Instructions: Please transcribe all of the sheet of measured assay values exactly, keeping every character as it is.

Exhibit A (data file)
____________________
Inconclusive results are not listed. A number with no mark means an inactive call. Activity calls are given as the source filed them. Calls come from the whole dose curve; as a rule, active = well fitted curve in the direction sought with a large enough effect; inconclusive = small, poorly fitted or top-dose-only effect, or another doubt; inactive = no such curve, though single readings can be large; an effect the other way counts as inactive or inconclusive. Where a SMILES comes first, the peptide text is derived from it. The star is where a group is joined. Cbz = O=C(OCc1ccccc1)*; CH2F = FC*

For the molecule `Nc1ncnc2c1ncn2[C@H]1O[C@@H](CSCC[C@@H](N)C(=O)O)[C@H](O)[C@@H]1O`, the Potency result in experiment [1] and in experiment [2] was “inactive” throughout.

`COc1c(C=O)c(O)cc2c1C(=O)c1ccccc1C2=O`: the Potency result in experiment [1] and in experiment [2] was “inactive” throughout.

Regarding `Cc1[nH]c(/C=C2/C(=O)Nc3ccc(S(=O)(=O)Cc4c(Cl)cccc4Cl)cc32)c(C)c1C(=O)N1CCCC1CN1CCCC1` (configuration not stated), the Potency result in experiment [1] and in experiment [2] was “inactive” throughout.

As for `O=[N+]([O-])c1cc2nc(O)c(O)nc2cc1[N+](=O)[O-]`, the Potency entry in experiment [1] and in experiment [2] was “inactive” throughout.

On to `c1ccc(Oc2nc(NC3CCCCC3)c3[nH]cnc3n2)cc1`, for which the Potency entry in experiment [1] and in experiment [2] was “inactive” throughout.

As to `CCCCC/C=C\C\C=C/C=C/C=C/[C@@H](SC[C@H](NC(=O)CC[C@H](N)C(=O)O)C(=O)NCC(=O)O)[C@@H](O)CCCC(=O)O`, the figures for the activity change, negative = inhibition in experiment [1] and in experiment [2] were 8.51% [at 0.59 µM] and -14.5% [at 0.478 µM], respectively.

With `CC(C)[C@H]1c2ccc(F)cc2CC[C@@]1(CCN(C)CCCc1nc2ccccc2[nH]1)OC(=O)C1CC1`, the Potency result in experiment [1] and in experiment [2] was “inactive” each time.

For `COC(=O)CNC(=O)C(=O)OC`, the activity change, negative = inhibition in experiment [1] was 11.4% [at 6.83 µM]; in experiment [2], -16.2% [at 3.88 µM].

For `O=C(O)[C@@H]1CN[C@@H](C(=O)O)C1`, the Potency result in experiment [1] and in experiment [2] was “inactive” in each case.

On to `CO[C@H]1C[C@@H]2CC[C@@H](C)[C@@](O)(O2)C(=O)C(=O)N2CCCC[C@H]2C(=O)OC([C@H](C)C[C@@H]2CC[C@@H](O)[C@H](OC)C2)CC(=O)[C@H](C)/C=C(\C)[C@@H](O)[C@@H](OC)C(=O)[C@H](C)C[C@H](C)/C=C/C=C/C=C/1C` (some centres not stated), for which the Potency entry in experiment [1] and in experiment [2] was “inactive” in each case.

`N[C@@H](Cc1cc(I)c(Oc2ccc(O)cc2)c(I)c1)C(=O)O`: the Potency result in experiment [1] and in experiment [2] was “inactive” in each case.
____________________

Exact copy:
Inconclusive results are not listed. A number with no mark means an inactive call. Activity calls are given as the source filed them. Calls come from the whole dose curve; as a rule, active = well fitted curve in the direction sought with a large enough effect; inconclusive = small, poorly fitted or top-dose-only effect, or another doubt; inactive = no such curve, though single readings can be large; an effect the other way counts as inactive or inconclusive. Where a SMILES comes first, the peptide text is derived from it. The star is where a group is joined. Cbz = O=C(OCc1ccccc1)*; CH2F = FC*

For the molecule `Nc1ncnc2c1ncn2[C@H]1O[C@@H](CSCC[C@@H](N)C(=O)O)[C@H](O)[C@@H]1O`, the Potency result in experiment [1] and in experiment [2] was “inactive” throughout.

`COc1c(C=O)c(O)cc2c1C(=O)c1ccccc1C2=O`: the Potency result in experiment [1] and in experiment [2] was “inactive” throughout.

Regarding `Cc1[nH]c(/C=C2/C(=O)Nc3ccc(S(=O)(=O)Cc4c(Cl)cccc4Cl)cc32)c(C)c1C(=O)N1CCCC1CN1CCCC1` (configuration not stated), the Potency result in experiment [1] and in experiment [2] was “inactive” throughout.

As for `O=[N+]([O-])c1cc2nc(O)c(O)nc2cc1[N+](=O)[O-]`, the Potency entry in experiment [1] and in experiment [2] was “inactive” throughout.

On to `c1ccc(Oc2nc(NC3CCCCC3)c3[nH]cnc3n2)cc1`, for which the Potency entry in experiment [1] and in experiment [2] was “inactive” throughout.

As to `CCCCC/C=C\C\C=C/C=C/C=C/[C@@H](SC[C@H](NC(=O)CC[C@H](N)C(=O)O)C(=O)NCC(=O)O)[C@@H](O)CCCC(=O)O`, the figures for the activity change, negative = inhibition in experiment [1] and in experiment [2] were 8.51% [at 0.59 µM] and -14.5% [at 0.478 µM], respectively.

With `CC(C)[C@H]1c2ccc(F)cc2CC[C@@]1(CCN(C)CCCc1nc2ccccc2[nH]1)OC(=O)C1CC1`, the Potency result in experiment [1] and in experiment [2] was “inactive” each time.

For `COC(=O)CNC(=O)C(=O)OC`, the activity change, negative = inhibition in experiment [1] was 11.4% [at 6.83 µM]; in experiment [2], -16.2% [at 3.88 µM].

For `O=C(O)[C@@H]1CN[C@@H](C(=O)O)C1`, the Potency result in experiment [1] and in experiment [2] was “inactive” in each case.

On to `CO[C@H]1C[C@@H]2CC[C@@H](C)[C@@](O)(O2)C(=O)C(=O)N2CCCC[C@H]2C(=O)OC([C@H](C)C[C@@H]2CC[C@@H](O)[C@H](OC)C2)CC(=O)[C@H](C)/C=C(\C)[C@@H](O)[C@@H](OC)C(=O)[C@H](C)C[C@H](C)/C=C/C=C/C=C/1C` (some centres not stated), for which the Potency entry in experiment [1] and in experiment [2] was “inactive” in each case.

`N[C@@H](Cc1cc(I)c(Oc2ccc(O)cc2)c(I)c1)C(=O)O`: the Potency result in experiment [1] and in experiment [2] was “inactive” in each case.